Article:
Leeds will face tough competition for the 20-year-old though, with numerous clubs such as Udinese and Watford also interested in his signature.

The midfielder is just another name in a long list of players Bielsa’s side have been linked with following their promotion. With reports suggesting Leeds are also interested in Juan Foyth, as well as Solly March, Sergio Romero and Cristhian Stuani, there’s an apparent willingness at the club to splash the cash as they return to the Premier League.

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Liverpool & Champions League Finals in the 21st Century – How Much Do You Remember?

UEFA Champions League"Tottenham Hotspur FC v Liverpool FC"
Liverpool have featured in four Champions League finals this century. | VI-Images/Getty Images

For some teams, winning comes naturally.

Real Madrid, Barcelona, Bayern Munich, Juventus, Manchester United – five shining examples of clubs who have lifted title after title, cup after cup, trophy after trophy.

But when it comes to the Champions League – and many other competitions for that matter – there’s another behemoth of world football who go down in the tick box of relentless winners; Liverpool.

The Reds have won European football’s most prestigious club competition no fewer than six times, and since the turn of the century, have appeared in four finals. The question is, how much do you remember about those games?

Test your knowledge and get that brain working by taking 90min‘s quickfire quiz.

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West Ham’s Felipe Anderson Holds Talks With Lazio Over Potential Summer Move

Felipe Anderson
Felipe Anderson could be one his way out. | Michael Regan/Getty Images

West Ham winger Felipe Anderson is currently in Rome meeting with Lazio representatives over a potential summer move.

After an exciting debut season at the London Stadium, the tricky Brazilian forward’s form has fallen off dramatically in his second season at the club.

According to Football Insider, David Moyes is open to selling Anderson, who has fallen down the pecking order at the club.

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Anderson has had a poor second season with the club. | Robbie Jay Barratt – AMA/Getty Images

The discussions over a potential transfer are believed to be in preliminary stages, with nothing set in stone as of yet, though these talks are a massive indicator that Anderson knows his time at the Hammers is up.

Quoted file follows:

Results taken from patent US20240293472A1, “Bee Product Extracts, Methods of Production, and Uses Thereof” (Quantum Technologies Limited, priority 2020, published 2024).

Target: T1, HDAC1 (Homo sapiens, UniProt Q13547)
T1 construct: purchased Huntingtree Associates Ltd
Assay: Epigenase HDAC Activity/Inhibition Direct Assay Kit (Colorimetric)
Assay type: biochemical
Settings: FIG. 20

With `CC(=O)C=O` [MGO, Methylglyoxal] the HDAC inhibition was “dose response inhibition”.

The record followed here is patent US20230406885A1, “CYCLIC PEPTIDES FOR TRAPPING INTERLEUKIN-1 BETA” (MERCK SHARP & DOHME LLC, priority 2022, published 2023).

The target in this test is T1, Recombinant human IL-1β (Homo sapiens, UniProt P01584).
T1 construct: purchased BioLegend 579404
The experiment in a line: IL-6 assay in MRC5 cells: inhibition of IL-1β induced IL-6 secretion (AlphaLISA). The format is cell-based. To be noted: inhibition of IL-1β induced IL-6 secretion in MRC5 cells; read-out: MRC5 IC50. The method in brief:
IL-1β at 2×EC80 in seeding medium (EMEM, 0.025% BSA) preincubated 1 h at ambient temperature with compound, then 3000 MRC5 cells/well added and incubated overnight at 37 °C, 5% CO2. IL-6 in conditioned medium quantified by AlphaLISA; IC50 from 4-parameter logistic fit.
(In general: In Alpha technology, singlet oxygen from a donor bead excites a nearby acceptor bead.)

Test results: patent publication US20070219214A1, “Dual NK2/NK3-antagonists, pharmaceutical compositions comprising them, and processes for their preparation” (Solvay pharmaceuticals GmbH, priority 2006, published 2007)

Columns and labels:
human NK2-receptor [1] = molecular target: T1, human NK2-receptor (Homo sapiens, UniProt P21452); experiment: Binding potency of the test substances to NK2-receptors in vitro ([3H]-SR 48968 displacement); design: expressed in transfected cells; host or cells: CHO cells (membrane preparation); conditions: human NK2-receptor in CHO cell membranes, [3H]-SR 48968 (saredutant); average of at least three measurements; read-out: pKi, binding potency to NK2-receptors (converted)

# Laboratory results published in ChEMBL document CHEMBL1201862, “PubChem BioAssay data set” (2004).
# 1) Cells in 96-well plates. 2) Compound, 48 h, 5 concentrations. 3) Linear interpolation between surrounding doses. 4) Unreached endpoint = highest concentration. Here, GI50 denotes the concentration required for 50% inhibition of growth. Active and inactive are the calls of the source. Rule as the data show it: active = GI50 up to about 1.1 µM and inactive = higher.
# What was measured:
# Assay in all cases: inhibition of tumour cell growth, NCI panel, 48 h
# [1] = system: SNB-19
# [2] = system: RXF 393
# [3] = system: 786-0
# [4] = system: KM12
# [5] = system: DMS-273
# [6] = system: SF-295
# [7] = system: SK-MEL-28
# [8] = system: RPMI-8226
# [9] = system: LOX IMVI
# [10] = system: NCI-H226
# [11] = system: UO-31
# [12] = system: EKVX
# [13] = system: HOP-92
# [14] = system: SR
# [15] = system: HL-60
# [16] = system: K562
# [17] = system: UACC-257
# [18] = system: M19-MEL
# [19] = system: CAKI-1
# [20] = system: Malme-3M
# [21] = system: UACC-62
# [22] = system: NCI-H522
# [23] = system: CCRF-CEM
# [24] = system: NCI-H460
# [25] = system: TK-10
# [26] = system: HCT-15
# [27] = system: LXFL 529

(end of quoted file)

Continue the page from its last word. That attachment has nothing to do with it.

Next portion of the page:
Signed at the start of the 2018/19 campaign by Manuel Pellegrini for a club record £36m, Anderson made 40 appearances in his debut season, scoring ten and assisting five.

This term however, the former Santos man has made just 27 appearances, scoring once and assisting five in a wholly inconsistent season. Moyes opted for more reliable options as the Hammers battled their way out of a relegation dogfight.

David Moyes, Mark NobleDavid Moyes, Mark Noble
West Ham narrowly avoided the drop this season. | Pool/Getty Images

Anderson featured in just three out of nine matches since the restart, though looked lethargic and uninterested at times, prompting Moyes to severely limit his playing time in the latter stages of the season.

With two years remaining on his contact with West Ham, Moyes will be looking to recoup as much as he can for the winger as he looks to build his own successful side at the London Stadium.

David MoyesDavid Moyes
Moyes is in need of funds to recruit new players for next season. | Clive Brunskill/Getty Images

Serie A is thought to be the ideal destination for Anderson. Napoli are long-term admirers, but with their £74m signing of Lille’s Victor Osimhen, it is unlikely they will fork out for the out-of-favour Hammer.

Anderson joined Lazio from Santos back in 2013/14. Having spent five years at the club, the 27-year-old is believed to be using his connections at the Stadio Olimpico to try and engineer a move back to the Biancocelesti.